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Chile's Perpetuum present their debut album. They actually aren't newcomers, since they went on with the name Nocturnal Blasphemy from 2003 to 2006. From the beginning, the band's goal was raw and dirty black metal. During the years, their sound began to mutate because of varying influences from all the members. So, 'Gradual Decay of Conscience' was born.
I have to congratulate Perpetuum for finding their own sound, because they surely have managed to do it. The music sounds chaotic, and it needs to be listened to attentively. Perpetuum's sound is a mixture of black and death metal, plus distant echoes of alternative rock. The main tool that is used to create chaotic feel is disharmonious guitar work (which I find is hard for me to get into), somewhat reminiscent of Immolation with more black metal style open string notes, simultaneously or not. There's also more straight riffage, as well as early 90s English doom metal touches at some of the songs. The second method to create chaotic aura is untypical arranging of the music, which can be called flowing yet tech-inspired, often multi-layered. They are also well varying when compared to each other. The problem with the music is that, first, it is hard to follow to, and secondly, it is hardly easily memorable, if at all sometimes.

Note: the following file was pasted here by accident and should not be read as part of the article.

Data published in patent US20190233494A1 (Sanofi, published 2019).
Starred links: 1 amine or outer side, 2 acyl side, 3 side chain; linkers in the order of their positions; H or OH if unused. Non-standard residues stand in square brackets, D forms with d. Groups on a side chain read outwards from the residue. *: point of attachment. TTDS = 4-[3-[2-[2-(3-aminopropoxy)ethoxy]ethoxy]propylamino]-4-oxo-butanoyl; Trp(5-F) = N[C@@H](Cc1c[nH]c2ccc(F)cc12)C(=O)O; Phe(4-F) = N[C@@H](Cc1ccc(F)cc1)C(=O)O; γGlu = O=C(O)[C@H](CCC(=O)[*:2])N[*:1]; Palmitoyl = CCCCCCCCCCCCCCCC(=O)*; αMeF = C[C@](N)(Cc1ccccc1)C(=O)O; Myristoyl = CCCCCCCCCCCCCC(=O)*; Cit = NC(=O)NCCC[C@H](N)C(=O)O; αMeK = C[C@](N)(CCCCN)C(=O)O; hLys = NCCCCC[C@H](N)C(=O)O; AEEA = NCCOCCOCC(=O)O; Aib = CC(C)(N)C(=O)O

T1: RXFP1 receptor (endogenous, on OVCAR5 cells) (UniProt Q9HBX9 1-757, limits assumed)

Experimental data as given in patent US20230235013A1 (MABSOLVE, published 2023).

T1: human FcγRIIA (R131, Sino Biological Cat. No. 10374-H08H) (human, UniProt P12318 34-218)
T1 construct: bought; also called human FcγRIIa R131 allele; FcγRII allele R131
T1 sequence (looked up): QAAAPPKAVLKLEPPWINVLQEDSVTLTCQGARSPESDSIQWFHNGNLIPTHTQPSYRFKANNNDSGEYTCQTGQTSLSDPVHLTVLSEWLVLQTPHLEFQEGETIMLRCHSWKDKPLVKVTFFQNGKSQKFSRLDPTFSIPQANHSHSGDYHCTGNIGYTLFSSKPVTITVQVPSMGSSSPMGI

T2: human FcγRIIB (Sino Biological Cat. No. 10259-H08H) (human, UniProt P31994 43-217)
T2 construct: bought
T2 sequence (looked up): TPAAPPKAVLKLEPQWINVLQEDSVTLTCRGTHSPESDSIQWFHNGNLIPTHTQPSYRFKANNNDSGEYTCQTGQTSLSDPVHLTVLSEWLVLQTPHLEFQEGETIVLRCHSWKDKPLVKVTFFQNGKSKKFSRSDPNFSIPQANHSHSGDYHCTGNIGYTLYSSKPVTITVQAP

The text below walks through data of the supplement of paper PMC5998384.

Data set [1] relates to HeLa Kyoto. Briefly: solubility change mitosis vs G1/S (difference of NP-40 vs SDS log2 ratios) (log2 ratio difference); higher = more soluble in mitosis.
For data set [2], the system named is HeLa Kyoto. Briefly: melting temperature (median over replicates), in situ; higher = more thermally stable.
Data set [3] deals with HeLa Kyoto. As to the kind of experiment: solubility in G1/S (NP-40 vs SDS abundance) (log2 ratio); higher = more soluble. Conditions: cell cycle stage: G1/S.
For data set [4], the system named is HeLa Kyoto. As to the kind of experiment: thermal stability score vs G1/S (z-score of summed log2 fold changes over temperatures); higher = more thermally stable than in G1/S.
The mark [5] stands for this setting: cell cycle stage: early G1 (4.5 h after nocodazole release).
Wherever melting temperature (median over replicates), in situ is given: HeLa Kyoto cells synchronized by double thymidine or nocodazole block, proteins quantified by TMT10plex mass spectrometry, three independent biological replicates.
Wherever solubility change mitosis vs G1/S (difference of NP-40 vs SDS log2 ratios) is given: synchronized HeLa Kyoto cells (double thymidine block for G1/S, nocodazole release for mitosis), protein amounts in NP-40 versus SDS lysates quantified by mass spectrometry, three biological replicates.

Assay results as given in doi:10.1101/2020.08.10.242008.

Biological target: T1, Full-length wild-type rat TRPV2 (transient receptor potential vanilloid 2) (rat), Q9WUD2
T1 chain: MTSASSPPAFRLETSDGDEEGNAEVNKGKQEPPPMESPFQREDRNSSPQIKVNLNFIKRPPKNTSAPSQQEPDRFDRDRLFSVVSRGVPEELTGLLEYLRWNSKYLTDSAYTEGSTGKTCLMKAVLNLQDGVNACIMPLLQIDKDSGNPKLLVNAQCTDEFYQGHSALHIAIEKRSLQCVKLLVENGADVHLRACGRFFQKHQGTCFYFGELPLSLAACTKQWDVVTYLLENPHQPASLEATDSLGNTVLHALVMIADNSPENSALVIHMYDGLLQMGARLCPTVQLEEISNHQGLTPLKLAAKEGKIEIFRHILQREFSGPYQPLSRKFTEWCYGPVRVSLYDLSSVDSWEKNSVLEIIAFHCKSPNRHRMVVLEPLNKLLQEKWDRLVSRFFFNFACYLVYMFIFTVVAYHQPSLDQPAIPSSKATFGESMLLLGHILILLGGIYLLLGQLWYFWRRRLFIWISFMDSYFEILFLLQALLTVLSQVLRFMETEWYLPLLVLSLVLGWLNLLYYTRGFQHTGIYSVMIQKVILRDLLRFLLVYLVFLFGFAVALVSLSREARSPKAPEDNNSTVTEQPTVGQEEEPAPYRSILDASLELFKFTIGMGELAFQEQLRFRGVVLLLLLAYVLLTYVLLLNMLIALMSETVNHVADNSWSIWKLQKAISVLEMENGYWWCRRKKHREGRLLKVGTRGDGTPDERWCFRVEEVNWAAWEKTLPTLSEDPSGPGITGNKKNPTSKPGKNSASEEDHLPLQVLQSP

The bands' performance is great to listen to. Millions of details and adventurous playing, especially from the rhythm section, make this even more like "a trip". The production is very organic, bringing forth the details.
There are two kinds of vocal styles used; low death metal grunt and black metal-ish higher voice. The lyrical concept in human behaviour, which is basically destructive due to societies and countries. Money is more important than love, or other human beings (or beings in general), or our home planet. Sometimes the lyrics are metaphoras, sometimes not. 'Monoliths' and 'Grunts of the Shoggoths' are pure Lovecraft horror.
'Gradual Decay of Conscience' is hard to get into, at least for me it was. Many, many listening sessions ended up more or less abruptly. That's why I underline the attentively listening; the music here simply demand that. If you don't pay attention, it will swiftly collapse into separated atoms. An interesting album from a characteristic band, which sadly is a bit too cryptic.
(originally written for ArchaicMetallurgy.com in 2010)